Symptoms of opportunistic infections common in people with AIDS include

* Coughing and shortness of breath
* Seizures and lack of coordination
* Difficult or painful swallowing
* Mental symptoms such as confusion and forgetfulness
* Severe and persistent diarrhea
* Fever
* Vision loss
* Nausea, abdominal cramps, and vomiting
* Weight loss and extreme fatigue
* Severe headaches
* Coma

Children with AIDS may get the same opportunistic infections as do adults with the disease. In addition, they also have severe forms of the typically common childhood bacterial infections, such as conjunctivitis (pink eye), ear infections, and tonsillitis.

People with AIDS are also particularly prone to developing various cancers, especially those caused by viruses such as Kaposi's sarcoma and cervical cancer, or cancers of the immune system known as lymphomas. These cancers are usually more aggressive and difficult to treat in people with AIDS. Signs of Kaposi's sarcoma in light-skinned people are round brown, reddish, or purple spots that develop in the skin or in the mouth. In dark-skinned people, the spots are more pigmented.

During the course of HIV infection, most people experience a gradual decline in the number of CD4+ T cells, although some may have abrupt and dramatic drops in their CD4+ T-cell counts. A person with CD4+ T cells above 200 may experience some of the early symptoms of HIV disease. Others may have no symptoms even though their CD4+ T-cell count is below 200.

Many people are so debilitated by the symptoms of AIDS that they cannot hold a steady job or do household chores. Other people with AIDS may experience phases of intense life-threatening illness followed by phases in which they function normally.

A small number of people first infected with HIV 10 or more years ago have not developed symptoms of AIDS. Scientists are trying to determine what factors may account for their lack of progression to AIDS, such as

* Whether their immune systems have particular characteristics
* Whether they were infected with a less aggressive strain of the virus
* If their genes may protect them from the effects of HIV

Scientists hope that understanding the body's natural method of controlling infection may lead to ideas for protective HIV vaccines and use of vaccines to prevent the disease from progressing.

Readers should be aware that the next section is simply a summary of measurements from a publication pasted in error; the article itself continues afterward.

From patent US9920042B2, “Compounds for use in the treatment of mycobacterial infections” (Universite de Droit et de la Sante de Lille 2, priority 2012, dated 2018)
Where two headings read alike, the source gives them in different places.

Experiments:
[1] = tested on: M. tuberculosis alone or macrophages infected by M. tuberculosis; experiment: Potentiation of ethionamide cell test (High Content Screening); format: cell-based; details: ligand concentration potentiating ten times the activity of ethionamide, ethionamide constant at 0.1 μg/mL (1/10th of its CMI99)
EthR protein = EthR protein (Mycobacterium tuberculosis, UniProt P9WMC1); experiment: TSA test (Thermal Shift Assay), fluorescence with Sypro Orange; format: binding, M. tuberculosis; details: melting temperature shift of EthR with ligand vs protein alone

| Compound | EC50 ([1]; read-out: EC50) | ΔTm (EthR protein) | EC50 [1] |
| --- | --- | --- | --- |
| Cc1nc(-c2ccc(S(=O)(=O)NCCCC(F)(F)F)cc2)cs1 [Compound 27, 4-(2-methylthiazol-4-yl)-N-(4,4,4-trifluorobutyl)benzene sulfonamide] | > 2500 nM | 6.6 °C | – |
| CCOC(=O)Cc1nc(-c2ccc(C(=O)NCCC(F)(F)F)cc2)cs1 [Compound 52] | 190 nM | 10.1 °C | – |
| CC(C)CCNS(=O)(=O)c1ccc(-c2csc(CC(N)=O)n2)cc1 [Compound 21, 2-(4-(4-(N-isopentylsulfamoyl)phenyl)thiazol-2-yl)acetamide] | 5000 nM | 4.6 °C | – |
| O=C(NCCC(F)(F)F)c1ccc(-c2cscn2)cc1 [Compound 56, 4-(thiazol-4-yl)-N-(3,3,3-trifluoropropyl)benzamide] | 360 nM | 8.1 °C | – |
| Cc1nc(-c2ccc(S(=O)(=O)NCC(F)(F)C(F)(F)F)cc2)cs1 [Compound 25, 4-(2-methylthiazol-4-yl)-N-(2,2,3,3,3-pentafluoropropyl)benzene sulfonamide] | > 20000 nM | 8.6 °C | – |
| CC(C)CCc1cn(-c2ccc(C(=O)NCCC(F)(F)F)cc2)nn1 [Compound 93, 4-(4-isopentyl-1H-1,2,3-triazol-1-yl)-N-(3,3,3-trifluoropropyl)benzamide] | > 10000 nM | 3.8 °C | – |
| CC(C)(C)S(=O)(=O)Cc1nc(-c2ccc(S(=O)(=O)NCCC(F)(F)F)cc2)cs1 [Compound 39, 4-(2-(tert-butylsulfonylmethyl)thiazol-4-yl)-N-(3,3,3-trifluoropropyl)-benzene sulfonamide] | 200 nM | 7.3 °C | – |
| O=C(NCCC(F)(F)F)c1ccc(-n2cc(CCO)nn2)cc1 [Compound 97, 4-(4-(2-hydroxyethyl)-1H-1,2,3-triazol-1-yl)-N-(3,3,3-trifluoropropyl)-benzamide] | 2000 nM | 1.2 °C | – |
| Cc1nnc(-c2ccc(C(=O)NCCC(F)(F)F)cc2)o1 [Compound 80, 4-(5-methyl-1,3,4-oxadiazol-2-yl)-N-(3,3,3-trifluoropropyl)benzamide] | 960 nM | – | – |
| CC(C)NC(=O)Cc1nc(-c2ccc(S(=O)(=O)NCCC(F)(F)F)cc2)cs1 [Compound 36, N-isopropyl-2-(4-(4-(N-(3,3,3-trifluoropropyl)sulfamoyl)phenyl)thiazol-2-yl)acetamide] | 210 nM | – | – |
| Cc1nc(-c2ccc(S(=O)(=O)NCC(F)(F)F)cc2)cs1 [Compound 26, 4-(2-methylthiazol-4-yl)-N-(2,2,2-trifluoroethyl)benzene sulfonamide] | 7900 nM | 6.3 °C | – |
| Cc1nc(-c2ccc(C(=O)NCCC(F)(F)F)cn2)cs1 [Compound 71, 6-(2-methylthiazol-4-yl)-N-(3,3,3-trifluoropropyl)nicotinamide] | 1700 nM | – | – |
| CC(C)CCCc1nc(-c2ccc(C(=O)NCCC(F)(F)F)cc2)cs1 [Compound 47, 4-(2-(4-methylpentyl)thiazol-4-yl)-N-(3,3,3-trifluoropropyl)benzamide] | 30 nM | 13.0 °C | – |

DIAGNOSIS
Because early HIV infection often causes no symptoms, your health care provider usually can diagnose it by testing your blood for the presence of antibodies (disease-fighting proteins) to HIV. HIV antibodies generally do not reach noticeable levels in the blood for 1 to 3 months following infection. It may take the antibodies as long as 6 months to be produced in quantities large enough to show up in standard blood tests. Hence, to determine whether you have been recently infected (acute infection), your health care provider can screen you for the presence of HIV genetic material. Direct screening of HIV is extremely critical in order to prevent transmission of HIV from recently infected individuals.

If you have been exposed to the virus, you should get an HIV test as soon as you are likely to develop antibodies to the virus-within 6 weeks to 12 months after possible exposure to the virus. By getting tested early, if infected, you can discuss with your health care provider when you should start treatment to help your immune system combat HIV and help prevent the emergence of certain opportunistic infections (see section on treatment below). Early testing also alerts you to avoid high-risk behaviors that could spread the virus to others.

Most health care providers can do HIV testing and will usually offer you counseling at the same time. Of course, you can be tested anonymously at many sites if you are concerned about confidentiality.

Health care providers diagnose HIV infection by using two different types of antibody tests: ELISA and Western Blot. If you are highly likely to be infected with HIV but have been tested negative for both tests, your health care provider may request additional tests. You also may be told to repeat antibody testing at a later date, when antibodies to HIV are more likely to have developed.